Diminished Earning Capacity Damages Awarded Despite Plaintiff Increasing Earnings Each Year Since Collision
Just because a Plaintiff suffers no past loss of income does not preclude a court from awarding damages for diminished future earning capacity. Reasons for judgement were published this week by the BC Supreme Court, Vancouver Registry, demonstrating this.
In today’s case (Grant v. Ditmarsia Holdings Ltd) the Plaintiff was injured in a 2015 collisions that the Defendants admitted fault for.
The crash caused chronic physical and psychological injuries. The Plaintiff was “a hardworking journeyman plumber” and despite his injuries, which had a poor prognosis for full recovery, continued to work and increased his earnings in the years following the crash. Despite this he expressed concern that in the long term his stoicicism could not continue indefinitely and the injuries would eventually negatively impact his earnings. The Court agreed. In assessing damages at $325,000 for future diminished earning capacity Madam Justice Wilkinson provided the following reasons:
 The plaintiff’s stoicism, work ethic, pride, and commitment to his breadwinner role in the family have kept him in the workforce to date. To his credit, he has steadily earned a greater income each year since the Accident….
 The plaintiff submits that the totality of evidence, including the plaintiff’s work ethic and lack of concrete plans for retirement, supports a finding that he would retire at age 67, but for the Accident. That same work ethic is anticipated to keep the plaintiff in the workforce for approximately another three to four years to age 59-60, at which point his worsening right elbow condition will prevent him from being able to meet the needs of his occupation. This would equate to seven to eight years of lost income. Partial capacity may also be ascertained through a percentage-based diminishment of some or all years: Khademolhosseini v. Ji, 2019 BCSC 854 at para. 90. Contingencies and discount rates would also have to be taken into consideration. The plaintiff submits calculations based on s. 56 of the Law and Equity Act, R.S.B.C. 1996, c. 253, and the Law and Equity Regulation, B.C. Reg. 352/81, setting out discount rates used for present value future earnings, and the Civil Jury Instruction multipliers, taking into account inflation and general increases for years of lost income. I find this appropriate and useful: MacGregor v. Bergen, 2019 BCSC 315.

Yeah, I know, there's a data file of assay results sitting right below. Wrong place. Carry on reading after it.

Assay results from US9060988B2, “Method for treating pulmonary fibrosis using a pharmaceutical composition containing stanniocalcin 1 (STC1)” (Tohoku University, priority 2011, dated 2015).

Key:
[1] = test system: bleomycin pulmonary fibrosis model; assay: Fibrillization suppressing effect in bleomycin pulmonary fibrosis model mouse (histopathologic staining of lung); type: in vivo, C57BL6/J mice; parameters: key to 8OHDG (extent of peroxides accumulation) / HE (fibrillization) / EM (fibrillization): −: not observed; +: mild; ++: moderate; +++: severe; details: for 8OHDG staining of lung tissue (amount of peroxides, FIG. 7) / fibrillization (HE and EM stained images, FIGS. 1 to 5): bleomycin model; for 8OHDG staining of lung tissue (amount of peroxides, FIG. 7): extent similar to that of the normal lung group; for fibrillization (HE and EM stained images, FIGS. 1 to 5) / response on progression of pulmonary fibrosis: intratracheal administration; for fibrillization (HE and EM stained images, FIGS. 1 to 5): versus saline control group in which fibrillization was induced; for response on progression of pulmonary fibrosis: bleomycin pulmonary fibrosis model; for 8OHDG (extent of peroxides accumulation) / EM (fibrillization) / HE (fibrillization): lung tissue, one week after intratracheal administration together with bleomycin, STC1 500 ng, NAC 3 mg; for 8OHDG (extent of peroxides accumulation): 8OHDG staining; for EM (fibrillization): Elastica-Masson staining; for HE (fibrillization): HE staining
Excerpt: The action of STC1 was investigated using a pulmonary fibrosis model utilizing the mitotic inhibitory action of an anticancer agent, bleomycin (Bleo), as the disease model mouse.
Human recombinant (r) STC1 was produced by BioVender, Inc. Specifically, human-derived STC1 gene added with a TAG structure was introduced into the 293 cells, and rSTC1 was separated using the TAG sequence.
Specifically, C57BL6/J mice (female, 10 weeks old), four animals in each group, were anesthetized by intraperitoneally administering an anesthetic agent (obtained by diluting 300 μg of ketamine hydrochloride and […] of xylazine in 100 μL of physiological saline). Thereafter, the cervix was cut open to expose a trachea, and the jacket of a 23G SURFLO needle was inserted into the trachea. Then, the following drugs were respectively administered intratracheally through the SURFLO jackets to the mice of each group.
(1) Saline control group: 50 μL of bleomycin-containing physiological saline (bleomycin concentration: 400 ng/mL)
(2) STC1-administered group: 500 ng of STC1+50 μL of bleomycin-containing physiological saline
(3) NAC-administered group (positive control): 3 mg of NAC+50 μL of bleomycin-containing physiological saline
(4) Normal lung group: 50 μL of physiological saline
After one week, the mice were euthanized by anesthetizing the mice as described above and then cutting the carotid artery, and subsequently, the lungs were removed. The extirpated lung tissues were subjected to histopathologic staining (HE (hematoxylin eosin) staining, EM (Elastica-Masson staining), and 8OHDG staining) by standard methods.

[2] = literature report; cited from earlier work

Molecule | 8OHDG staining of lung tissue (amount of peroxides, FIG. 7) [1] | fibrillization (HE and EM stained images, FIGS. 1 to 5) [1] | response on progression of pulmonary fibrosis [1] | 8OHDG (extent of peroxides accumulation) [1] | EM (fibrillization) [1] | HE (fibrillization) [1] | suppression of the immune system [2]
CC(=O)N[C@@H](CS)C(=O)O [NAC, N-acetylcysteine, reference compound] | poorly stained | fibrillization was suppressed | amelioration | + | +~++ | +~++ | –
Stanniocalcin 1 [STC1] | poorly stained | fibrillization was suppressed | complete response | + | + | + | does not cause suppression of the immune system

The defendants submit that the plaintiff is not entitled to an award as he is capable of working at his current level even with the pain he experiences. This disregards the long term effects of chronic pain on a person’s functional ability.
 Given the skill level of the plaintiff, his reputation with his employer and the industry, and his own sense of joy and pride in his work, I find it is likely that the plaintiff will be able to work at his current performance level fulltime for at least three years but not likely more than five years. In my view, it is fair and reasonable to value the plaintiff’s loss of income earning capacity, taking into consideration the other various contingencies at play and discount rates, at $325,000.